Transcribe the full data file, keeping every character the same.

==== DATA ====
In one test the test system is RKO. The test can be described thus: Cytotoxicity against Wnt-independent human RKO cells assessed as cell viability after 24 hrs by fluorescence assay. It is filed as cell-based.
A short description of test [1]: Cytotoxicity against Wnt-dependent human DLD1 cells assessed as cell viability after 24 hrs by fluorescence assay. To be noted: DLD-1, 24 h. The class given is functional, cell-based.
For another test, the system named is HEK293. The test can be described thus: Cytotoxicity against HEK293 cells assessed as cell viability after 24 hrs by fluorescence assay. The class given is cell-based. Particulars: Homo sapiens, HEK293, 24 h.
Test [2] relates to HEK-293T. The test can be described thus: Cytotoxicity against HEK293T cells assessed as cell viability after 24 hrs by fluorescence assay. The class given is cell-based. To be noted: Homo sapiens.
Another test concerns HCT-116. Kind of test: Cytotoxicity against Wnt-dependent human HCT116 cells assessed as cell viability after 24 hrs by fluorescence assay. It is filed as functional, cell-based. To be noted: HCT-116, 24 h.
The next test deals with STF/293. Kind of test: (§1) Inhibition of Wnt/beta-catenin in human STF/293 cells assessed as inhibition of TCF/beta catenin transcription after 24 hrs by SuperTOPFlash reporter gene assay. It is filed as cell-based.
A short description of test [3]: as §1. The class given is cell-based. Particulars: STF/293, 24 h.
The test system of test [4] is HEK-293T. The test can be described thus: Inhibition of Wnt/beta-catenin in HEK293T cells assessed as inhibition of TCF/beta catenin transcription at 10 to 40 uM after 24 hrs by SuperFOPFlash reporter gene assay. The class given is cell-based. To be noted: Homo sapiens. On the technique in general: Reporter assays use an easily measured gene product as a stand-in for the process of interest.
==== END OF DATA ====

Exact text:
In one test the test system is RKO. The test can be described thus: Cytotoxicity against Wnt-independent human RKO cells assessed as cell viability after 24 hrs by fluorescence assay. It is filed as cell-based.
A short description of test [1]: Cytotoxicity against Wnt-dependent human DLD1 cells assessed as cell viability after 24 hrs by fluorescence assay. To be noted: DLD-1, 24 h. The class given is functional, cell-based.
For another test, the system named is HEK293. The test can be described thus: Cytotoxicity against HEK293 cells assessed as cell viability after 24 hrs by fluorescence assay. The class given is cell-based. Particulars: Homo sapiens, HEK293, 24 h.
Test [2] relates to HEK-293T. The test can be described thus: Cytotoxicity against HEK293T cells assessed as cell viability after 24 hrs by fluorescence assay. The class given is cell-based. To be noted: Homo sapiens.
Another test concerns HCT-116. Kind of test: Cytotoxicity against Wnt-dependent human HCT116 cells assessed as cell viability after 24 hrs by fluorescence assay. It is filed as functional, cell-based. To be noted: HCT-116, 24 h.
The next test deals with STF/293. Kind of test: (§1) Inhibition of Wnt/beta-catenin in human STF/293 cells assessed as inhibition of TCF/beta catenin transcription after 24 hrs by SuperTOPFlash reporter gene assay. It is filed as cell-based.
A short description of test [3]: as §1. The class given is cell-based. Particulars: STF/293, 24 h.
The test system of test [4] is HEK-293T. The test can be described thus: Inhibition of Wnt/beta-catenin in HEK293T cells assessed as inhibition of TCF/beta catenin transcription at 10 to 40 uM after 24 hrs by SuperFOPFlash reporter gene assay. The class given is cell-based. To be noted: Homo sapiens. On the technique in general: Reporter assays use an easily measured gene product as a stand-in for the process of interest.